The truth that there will be a future division between believers and non-believers can make us uncomfortable. Reread Revelation 20:11-15. How does this passage affect you as a believer? How does it stir your heart when you think of those around you who are not believers?
The Scripture is also clear that present division is part of how God will establish his people (Luke 12:49-53, 1 Corinthians 11:19, Matthew 18:17). How have you seen this play out in your family, church, or elsewhere? Can you think of a time when division was clarifying for you?
God’s people should be distinct from the world and clearly identifiable. Do people you work with or in your neighborhood know that you are a Christian? How can you move towards being more distinctive? With whom do you need to take a risk and share the gospel?
If you are a believer and have not identified with Christ in baptism, consider why not. What is holding you back from taking that step? Ask God to humble you and give you courage to be obedient in this area.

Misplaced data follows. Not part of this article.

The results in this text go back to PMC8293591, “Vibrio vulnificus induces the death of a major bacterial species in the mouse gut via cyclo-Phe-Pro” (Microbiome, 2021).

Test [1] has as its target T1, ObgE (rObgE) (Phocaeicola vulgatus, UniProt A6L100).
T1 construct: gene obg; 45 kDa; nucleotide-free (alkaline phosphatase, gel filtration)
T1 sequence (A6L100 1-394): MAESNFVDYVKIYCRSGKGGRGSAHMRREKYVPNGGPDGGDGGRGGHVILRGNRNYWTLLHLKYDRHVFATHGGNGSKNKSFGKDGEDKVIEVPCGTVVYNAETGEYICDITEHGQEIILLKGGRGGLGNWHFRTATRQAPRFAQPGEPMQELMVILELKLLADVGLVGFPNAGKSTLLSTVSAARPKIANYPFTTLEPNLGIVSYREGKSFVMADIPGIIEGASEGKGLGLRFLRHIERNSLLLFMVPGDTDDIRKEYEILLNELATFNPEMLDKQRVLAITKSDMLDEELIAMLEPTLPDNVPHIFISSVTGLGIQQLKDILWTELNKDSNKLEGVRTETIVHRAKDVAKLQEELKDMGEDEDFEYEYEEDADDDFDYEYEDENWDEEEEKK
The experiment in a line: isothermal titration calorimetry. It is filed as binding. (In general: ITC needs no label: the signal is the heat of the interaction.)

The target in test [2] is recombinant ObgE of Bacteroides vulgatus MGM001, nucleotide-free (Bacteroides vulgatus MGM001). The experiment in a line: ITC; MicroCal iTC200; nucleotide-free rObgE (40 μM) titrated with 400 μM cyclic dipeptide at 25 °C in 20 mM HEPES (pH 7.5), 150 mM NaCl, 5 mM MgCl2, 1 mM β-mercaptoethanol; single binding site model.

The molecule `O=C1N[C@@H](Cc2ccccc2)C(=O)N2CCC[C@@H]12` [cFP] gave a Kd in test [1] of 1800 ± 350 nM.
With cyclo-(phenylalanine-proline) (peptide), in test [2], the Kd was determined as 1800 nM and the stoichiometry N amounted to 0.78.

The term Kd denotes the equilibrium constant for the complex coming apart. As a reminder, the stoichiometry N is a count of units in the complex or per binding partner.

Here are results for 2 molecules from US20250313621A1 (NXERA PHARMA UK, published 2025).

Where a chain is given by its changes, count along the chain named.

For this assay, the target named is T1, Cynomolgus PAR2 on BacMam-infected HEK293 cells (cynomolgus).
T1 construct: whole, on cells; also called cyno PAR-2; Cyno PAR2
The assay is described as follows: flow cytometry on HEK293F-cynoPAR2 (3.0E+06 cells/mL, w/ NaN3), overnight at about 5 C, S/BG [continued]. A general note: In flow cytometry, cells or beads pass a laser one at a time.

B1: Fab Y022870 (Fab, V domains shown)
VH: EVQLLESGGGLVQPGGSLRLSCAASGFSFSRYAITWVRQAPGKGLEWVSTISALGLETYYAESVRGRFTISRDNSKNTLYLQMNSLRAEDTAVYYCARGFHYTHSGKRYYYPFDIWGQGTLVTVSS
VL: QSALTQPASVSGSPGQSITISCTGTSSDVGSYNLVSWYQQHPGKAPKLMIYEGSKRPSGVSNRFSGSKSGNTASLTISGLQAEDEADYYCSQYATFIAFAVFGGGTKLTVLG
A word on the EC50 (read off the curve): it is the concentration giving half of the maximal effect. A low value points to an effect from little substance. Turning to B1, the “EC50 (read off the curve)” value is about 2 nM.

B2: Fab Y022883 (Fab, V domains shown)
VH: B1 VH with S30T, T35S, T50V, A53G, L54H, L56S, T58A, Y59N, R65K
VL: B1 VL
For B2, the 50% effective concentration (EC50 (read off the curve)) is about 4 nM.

Now that the wall around Jerusalem has been restored, God prompts Nehemiah to create a record of those who are present and committed to the work at hand. This is how he will establish and mobilize his people.
After the census, both the leaders and all of the people give towards God’s work. In the same way, we should be fully committed with our money, time, and energy to the local church.
Scripture is clear that at a future time, Jesus will divide and separate his people from the rest of the world. Those who trust in his work of redemption will be included, and all others will be excluded.
God also uses division throughout Scripture and in our present time to create boundaries and carve out a people for himself. This is why we practice church membership. It’s important to know who is fully vested and committed to God’s work.
As God’s people, we should be clearly distinctive from the world. Those around us should see that something is different in the way we live and how we are motivated. We embrace this distinctive identity by following Jesus and committing to the work of discipleship.